As with previous Ace Combat outings, Skies Unknown provides players with two control schemes. Standard controls confiscate roll and pitch, two axes of rotation from your arsenal. Effectively, that simplifies flight, leveling your craft when you let go of the stick. Although it makes navigation toward the next groups of targets easy, but it also removes some of your maneuverability. As such, tackling the game with this input method inadvertently makes some things more difficult, especially when you’re attempting some missile evading maneuver or flying through confined spaces.
Expert on the other hand, isn’t as convoluted as the title suggests. Here, you’ll be able to lithely soar through the air with the agility of a hawk plunging toward its oblivious prey. But given Skies Unknown’s targeting cursor, you’ll be able to stalk foes with deadly efficiency after just an hour or so of practice.
Tango, (Thanks) Mission Control!
Many dogfighting games can descend into tedium long before the credits roll. Fortunately, Skies Unknown’s twenty-mission campaign resists monotony, extending a nice range of undertakings that have a tendency to throw some gratifying surprises at the mid-points. Checkpointing is undoubtedly an issue and you’ll undoubtedly lose fifteen-minute increments of time during the latter half of the game. But beyond this blemish, the game serves up a succession of varying objectives.
Naturally, the game’s showcase moments are the battled against other aces. But here, Skies Unknown manages to mix things up, with imaginative showdown against enemies like an aircraft carrier that releases dozens of deadly drones. Undoubtedly, the level of difficulty is rather high, but the ability to grind for new aircraft parts can help balance the odds.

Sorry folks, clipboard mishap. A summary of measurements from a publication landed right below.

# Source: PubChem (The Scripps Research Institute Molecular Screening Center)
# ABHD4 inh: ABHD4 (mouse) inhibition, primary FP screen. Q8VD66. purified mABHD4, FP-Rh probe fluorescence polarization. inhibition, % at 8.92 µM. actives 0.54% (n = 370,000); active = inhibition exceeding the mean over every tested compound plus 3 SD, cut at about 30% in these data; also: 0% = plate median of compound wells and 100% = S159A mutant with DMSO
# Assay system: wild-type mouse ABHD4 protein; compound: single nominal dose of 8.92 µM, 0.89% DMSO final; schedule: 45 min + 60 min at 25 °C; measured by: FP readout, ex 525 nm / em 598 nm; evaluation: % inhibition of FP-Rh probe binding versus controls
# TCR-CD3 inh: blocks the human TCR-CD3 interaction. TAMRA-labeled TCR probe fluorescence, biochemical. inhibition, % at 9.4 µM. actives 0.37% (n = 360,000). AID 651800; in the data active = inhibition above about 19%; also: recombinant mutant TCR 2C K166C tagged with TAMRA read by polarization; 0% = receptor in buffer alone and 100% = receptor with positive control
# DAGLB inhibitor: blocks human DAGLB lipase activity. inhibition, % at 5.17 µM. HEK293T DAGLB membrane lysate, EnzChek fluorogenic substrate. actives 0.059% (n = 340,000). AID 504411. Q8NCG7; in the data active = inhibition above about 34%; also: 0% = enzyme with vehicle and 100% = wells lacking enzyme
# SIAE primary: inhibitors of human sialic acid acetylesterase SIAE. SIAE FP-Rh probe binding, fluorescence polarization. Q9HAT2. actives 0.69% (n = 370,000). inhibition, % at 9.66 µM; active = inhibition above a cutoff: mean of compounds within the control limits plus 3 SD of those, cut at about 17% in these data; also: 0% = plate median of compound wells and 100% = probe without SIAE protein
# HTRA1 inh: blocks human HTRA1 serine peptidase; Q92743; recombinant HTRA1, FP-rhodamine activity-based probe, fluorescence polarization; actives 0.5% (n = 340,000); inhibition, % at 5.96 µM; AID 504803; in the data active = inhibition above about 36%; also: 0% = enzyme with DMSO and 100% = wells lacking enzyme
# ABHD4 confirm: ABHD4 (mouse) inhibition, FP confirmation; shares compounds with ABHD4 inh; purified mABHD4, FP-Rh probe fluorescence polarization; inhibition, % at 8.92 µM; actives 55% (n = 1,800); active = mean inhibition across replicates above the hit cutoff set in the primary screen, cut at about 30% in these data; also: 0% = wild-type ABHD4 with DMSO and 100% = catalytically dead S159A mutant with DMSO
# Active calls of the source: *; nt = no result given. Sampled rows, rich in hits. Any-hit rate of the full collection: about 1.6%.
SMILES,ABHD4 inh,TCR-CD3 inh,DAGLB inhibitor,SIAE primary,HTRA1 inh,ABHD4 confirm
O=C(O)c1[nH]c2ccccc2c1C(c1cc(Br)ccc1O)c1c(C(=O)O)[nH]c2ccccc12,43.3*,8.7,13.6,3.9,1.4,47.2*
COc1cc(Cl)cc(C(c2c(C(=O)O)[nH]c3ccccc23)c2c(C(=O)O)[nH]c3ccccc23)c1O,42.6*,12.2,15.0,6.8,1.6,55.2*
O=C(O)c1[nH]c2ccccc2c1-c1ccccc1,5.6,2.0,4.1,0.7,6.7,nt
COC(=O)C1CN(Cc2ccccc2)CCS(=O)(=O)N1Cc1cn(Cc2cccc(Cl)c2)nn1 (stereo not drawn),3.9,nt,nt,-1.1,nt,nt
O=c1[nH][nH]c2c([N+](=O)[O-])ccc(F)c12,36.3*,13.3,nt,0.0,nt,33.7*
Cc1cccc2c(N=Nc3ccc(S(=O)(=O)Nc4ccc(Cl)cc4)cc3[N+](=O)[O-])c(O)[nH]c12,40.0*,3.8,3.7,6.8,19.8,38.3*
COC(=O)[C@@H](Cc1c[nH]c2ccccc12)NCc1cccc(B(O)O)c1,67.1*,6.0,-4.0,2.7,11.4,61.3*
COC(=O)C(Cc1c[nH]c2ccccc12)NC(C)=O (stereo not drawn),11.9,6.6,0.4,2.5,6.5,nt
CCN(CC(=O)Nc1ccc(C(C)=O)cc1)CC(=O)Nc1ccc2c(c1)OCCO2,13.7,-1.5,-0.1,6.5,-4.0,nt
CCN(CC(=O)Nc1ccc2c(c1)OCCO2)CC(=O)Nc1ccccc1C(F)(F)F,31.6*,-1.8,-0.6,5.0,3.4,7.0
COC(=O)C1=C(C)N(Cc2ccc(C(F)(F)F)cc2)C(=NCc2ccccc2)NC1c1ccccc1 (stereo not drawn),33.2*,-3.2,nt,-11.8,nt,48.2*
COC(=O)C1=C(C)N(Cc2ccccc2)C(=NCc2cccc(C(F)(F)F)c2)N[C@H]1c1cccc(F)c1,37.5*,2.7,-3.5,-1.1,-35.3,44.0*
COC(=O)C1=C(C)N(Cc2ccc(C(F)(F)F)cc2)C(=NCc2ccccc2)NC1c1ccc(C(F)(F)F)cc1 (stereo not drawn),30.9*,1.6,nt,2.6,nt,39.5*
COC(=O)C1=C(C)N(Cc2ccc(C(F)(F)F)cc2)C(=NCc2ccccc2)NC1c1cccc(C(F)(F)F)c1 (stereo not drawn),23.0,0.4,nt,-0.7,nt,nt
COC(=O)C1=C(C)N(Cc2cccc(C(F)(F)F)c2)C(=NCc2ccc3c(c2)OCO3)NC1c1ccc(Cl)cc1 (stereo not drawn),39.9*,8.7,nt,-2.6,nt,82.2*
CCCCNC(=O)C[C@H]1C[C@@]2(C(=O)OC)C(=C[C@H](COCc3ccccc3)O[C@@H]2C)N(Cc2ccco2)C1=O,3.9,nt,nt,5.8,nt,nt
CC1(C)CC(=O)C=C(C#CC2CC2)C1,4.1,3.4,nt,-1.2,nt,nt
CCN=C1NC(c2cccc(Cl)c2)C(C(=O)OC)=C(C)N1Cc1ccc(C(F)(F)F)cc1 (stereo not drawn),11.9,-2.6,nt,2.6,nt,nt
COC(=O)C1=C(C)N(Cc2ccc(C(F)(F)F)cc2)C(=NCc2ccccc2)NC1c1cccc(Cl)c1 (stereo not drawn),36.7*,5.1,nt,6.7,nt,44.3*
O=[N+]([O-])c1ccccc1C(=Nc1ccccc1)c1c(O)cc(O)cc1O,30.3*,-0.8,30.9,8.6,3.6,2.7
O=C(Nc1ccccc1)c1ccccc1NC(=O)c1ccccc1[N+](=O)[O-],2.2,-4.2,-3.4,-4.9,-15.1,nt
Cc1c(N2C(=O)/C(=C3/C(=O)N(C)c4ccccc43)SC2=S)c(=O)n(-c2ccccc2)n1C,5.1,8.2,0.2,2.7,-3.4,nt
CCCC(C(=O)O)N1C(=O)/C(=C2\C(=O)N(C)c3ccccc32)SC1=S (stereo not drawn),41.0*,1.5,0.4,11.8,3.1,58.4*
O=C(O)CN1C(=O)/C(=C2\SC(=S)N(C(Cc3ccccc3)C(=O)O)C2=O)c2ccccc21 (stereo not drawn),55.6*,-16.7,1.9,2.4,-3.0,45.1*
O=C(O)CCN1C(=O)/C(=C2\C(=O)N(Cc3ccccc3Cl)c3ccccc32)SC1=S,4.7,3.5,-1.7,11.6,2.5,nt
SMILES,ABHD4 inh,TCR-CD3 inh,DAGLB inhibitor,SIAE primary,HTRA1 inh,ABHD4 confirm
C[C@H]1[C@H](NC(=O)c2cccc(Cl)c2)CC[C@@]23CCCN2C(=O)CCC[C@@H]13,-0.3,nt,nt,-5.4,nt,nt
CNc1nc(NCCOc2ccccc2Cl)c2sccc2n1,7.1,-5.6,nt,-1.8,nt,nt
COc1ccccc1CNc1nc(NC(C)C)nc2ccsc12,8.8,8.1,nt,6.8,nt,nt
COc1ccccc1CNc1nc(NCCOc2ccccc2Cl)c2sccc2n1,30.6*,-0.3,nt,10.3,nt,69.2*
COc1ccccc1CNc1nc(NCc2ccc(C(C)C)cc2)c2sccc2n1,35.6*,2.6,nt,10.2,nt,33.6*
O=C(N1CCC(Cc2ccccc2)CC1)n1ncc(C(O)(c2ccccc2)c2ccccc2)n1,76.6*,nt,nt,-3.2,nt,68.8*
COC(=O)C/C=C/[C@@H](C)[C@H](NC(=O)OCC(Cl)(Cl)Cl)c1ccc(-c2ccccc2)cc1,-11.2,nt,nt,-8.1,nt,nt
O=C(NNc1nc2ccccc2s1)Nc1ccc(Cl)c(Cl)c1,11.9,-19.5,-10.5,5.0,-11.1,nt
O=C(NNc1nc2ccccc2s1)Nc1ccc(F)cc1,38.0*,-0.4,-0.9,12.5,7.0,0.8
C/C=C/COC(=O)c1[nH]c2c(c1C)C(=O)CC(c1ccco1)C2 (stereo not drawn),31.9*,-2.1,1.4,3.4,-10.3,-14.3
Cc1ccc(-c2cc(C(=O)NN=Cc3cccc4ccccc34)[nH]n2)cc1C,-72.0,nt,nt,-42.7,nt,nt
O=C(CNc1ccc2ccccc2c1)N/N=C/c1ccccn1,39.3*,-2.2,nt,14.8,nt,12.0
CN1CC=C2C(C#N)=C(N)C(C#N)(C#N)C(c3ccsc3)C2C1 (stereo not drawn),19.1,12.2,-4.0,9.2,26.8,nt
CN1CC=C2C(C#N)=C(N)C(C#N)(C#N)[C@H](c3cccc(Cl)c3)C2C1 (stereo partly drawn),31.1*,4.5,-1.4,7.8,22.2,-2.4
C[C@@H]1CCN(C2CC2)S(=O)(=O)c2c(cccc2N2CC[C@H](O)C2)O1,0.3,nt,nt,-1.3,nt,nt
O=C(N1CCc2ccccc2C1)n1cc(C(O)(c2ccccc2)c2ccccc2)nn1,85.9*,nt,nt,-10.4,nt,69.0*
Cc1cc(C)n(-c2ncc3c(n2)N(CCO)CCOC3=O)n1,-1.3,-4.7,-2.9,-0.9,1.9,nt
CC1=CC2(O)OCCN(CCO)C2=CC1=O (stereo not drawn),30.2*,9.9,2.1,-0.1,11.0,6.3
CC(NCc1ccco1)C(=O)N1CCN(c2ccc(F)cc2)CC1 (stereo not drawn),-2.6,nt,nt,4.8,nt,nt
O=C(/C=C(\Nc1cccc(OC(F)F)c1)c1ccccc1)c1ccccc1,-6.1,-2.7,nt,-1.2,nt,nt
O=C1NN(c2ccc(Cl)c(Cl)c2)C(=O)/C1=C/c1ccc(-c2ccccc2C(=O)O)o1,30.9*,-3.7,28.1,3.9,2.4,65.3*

Multiplayer That is Aces
Even for strongminded individualists, Ace Combat 7’s online multiplayer is a compelling component. With two modes to select from (Team Deathmatch and Battle Royal), up to seven other competitors, fleeting five-minute matches, these rivalries prove to be a lot of fun. Much of the credit does toward Project Aces injecting intriguing risk/reward elements into the dogfights. Sure, you can hunt down regular peers for points, but tracking down a match’s dominating force can catapult you up the ranks.
Agreeably, won’t have to eliminate opponents to gain experience. Every single missile hit provides experience that can be spent to unlock new aircraft, weapons, and parts. That said, you won’t have to battle with foes that have the best hardware. Rules can be established to ensure a level field, much like Gran Turismo’s Class system.
Built on the fourth iteration of the Unreal Engine, Skies Unknown offers an often-dazzling recreation of real and imaginary military hardware. Unsurprisingly, the game’s squadron of aircraft are all impeccably detailed. Rudders and ailerons move realistically, while firing up the afterburners creates a convincing display of shimmering refraction. This time out, clouds are voluminous and affect gameplay, disrupting visuals, laser weapons, and occasionally releasing lightning.
The only sticking point are the fluidity of ground textures. When you are careering across land, you’ll notice homogeneity when it comes to assets, and the reduced sensation of speed. Fortunately, you’ll be in the skies a majority of the time, having little time to notice the game’s sole graphical imperfection.
Across the last decade, the once domineering Ace Combat series seems to have lost its direction. With Skies Unknown the franchise appears back on track, adding another engaging and accessible dogfighting simulation. Mercifully, it’s a comprehensive package. Between the game’s protracted campaign, collecting new aircraft, weapons, and parts, and popping in for some multiplayer showdowns, pilots can expect no less than forty hours of playtime from Project Aces latest.